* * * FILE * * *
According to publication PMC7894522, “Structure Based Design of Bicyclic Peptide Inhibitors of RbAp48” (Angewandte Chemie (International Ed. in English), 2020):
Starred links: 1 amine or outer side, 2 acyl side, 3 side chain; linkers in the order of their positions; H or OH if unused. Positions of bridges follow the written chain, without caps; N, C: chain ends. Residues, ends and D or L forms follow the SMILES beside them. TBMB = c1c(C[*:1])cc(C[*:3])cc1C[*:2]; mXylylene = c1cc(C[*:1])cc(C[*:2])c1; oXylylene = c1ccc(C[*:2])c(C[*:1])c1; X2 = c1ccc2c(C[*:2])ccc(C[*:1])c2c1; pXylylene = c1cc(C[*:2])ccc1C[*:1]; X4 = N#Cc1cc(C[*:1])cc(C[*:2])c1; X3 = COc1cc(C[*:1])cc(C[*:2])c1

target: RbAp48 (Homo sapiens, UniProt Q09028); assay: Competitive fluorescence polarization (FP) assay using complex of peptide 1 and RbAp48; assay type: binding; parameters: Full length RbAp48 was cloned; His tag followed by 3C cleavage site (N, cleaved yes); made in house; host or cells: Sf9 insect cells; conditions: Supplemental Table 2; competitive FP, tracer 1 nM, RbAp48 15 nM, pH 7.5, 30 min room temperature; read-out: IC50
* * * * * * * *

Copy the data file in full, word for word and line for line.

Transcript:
According to publication PMC7894522, “Structure Based Design of Bicyclic Peptide Inhibitors of RbAp48” (Angewandte Chemie (International Ed. in English), 2020):
Starred links: 1 amine or outer side, 2 acyl side, 3 side chain; linkers in the order of their positions; H or OH if unused. Positions of bridges follow the written chain, without caps; N, C: chain ends. Residues, ends and D or L forms follow the SMILES beside them. TBMB = c1c(C[*:1])cc(C[*:3])cc1C[*:2]; mXylylene = c1cc(C[*:1])cc(C[*:2])c1; oXylylene = c1ccc(C[*:2])c(C[*:1])c1; X2 = c1ccc2c(C[*:2])ccc(C[*:1])c2c1; pXylylene = c1cc(C[*:2])ccc1C[*:1]; X4 = N#Cc1cc(C[*:1])cc(C[*:2])c1; X3 = COc1cc(C[*:1])cc(C[*:2])c1

target: RbAp48 (Homo sapiens, UniProt Q09028); assay: Competitive fluorescence polarization (FP) assay using complex of peptide 1 and RbAp48; assay type: binding; parameters: Full length RbAp48 was cloned; His tag followed by 3C cleavage site (N, cleaved yes); made in house; host or cells: Sf9 insect cells; conditions: Supplemental Table 2; competitive FP, tracer 1 nM, RbAp48 15 nM, pH 7.5, 30 min room temperature; read-out: IC50